Vatican City The Vatican hopes to rally public opposition to gay marriages in a worldwide campaign spurred by its alarm over growing legal acceptance of same-sex unions in Europe and North America.
Pope John Paul II has been speaking out for months against legislative proposals to legalize same-sex marriages. But instructions to be released this week go a step further by outlining a course of action for politicians and other lay people to oppose extending the rights accorded to traditional couples, Vatican officials told The Associated Press.
The document is titled "Considerations Regarding Proposals to Give Legal Recognition to Unions Between Homosexual Persons." It was prepared by the church's guardian of orthodoxy, the Congregation for the Doctrine of the Faith, and is to be released Thursday, the officials said.
One official familiar with the document called it a "practical reflection" for both Catholic and non-Catholic politicians and public opinion in general.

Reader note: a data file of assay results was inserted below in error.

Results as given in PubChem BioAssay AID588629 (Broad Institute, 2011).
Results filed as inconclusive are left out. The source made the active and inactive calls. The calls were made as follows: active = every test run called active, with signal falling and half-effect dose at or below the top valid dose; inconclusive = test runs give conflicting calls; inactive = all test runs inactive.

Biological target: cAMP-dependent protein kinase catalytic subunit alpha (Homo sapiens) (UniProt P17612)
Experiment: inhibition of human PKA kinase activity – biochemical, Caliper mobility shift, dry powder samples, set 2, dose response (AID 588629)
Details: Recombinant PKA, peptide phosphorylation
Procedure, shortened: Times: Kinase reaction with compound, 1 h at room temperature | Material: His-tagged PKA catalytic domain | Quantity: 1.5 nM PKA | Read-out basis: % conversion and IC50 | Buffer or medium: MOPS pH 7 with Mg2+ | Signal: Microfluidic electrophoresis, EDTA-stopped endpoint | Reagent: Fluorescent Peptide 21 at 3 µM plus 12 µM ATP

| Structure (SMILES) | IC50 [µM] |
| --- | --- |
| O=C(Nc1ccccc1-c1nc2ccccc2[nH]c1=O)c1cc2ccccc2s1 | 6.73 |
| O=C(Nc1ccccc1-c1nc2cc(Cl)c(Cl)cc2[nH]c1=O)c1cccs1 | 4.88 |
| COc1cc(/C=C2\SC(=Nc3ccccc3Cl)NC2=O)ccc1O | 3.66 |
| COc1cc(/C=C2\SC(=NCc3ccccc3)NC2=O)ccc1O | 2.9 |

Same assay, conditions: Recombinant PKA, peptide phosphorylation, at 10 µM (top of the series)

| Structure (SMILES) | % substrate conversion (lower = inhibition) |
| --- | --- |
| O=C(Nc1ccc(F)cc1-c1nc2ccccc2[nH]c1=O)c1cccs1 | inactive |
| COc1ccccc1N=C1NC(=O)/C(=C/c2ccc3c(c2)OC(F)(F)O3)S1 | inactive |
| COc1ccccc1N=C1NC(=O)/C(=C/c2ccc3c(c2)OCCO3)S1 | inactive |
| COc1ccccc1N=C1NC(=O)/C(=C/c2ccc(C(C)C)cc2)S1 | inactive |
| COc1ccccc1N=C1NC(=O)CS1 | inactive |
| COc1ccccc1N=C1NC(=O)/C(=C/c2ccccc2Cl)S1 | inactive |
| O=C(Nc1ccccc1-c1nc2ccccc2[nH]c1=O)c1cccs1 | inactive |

It asks that the legal recognition accorded the traditional marriages not be extended to same-sex unions, the official told AP, speaking on condition of anonymity.
The document prescribes a course of action for politicians and lay communities and does not involve the clergy, Vatican officials said. It is expected to detail how the issue should be dealt with in public forums, including legislatures. The officials did not give provide examples.
The Catholic Church is not the only Christian denomination embroiled in the debate.
At its national convention, which begins Wednesday in Minneapolis, the Episcopal Church in the United States will decide whether to permit blessing ceremonies for same-sex unions and approve the first election of an openly gay bishop, issues that are sharply dividing that church.